In addition to term life insurance, adults with diabetes may select a policy with a lower death benefit to help reduce the out-of-pocket expense. When the insurance company is providing a small benefit to the insured should he or she pass away, the financial risk to the company is lower.
This reduces the cost of premiums for the life insurance policy. While saving money on insurance premiums is beneficial in the immediate term, it is important to recognize your need for life insurance and the coverage amount necessary to protect your beneficiaries should you pass away. Check your coverage to ensure that it isn’t substandard according to your actual needs.
One of the best steps you can take before applying for a life insurance policy when you have diabetes is to control other risk factors as you are able. This may mean losing weight to get within acceptable or normal weight parameters based on your body mass index, quitting smoking, working toward reducing high blood pressure and high cholesterol, and managing your blood glucose levels. Because these are all additional risk factors insurance companies review prior to approving a new life insurance policy, minimizing their impact is crucial.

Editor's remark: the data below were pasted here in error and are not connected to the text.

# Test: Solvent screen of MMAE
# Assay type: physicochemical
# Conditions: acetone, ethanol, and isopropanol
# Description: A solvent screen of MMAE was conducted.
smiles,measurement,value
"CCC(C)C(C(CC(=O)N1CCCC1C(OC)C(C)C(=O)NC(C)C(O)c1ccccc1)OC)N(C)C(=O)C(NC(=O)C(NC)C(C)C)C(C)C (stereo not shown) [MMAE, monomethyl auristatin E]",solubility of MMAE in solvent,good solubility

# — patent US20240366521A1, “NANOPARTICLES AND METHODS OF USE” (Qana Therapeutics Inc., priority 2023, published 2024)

Adults with diabetes should also ensure their condition is controlled as best as possible, following their doctor‚Äôs recommendations. If you have type 2 diabetes, underwriters might want to see if you’re keeping your a1c levels in check. You may be on a strict regimen of insulin injections each day, have an oral medication to take, or have regular follow-up visits with your primary care doctor as part of your treatment plan. Sticking to these suggestions as a person with diabetes is necessary if you want to be approved for life insurance coverage in the future.
Comparison shopping for a new life insurance policy is essential when you have diabetes. Do not opt for one policy without checking your rates and coverage options with other companies first. Several companies will offer life insurance policies with no exam for diabetics, but be sure to compare those rates and coverage to companies that do require a medical exam.
Each life insurance carrier has different parameters they want you to be within when you have diabetes of any type, and some are more lenient than others. Taking the time to compare various life insurance quotes from providers helps ensure you are receiving the best possible coverage for the best rates.
Even with diabetes, you still have options for getting a strong life insurance policy to help protect your loved ones in the event of your death. Be sure to know your other risk factors before applying for a new policy, and work toward improving your health in other areas if possible. Also, know the different types of insurance policies available to you and how the specific company you work with views diabetes type 1, type 2, and gestational.
Finally, be sure to follow the course of treatment recommended by your doctor to help control your diabetes before shopping around among life insurance providers.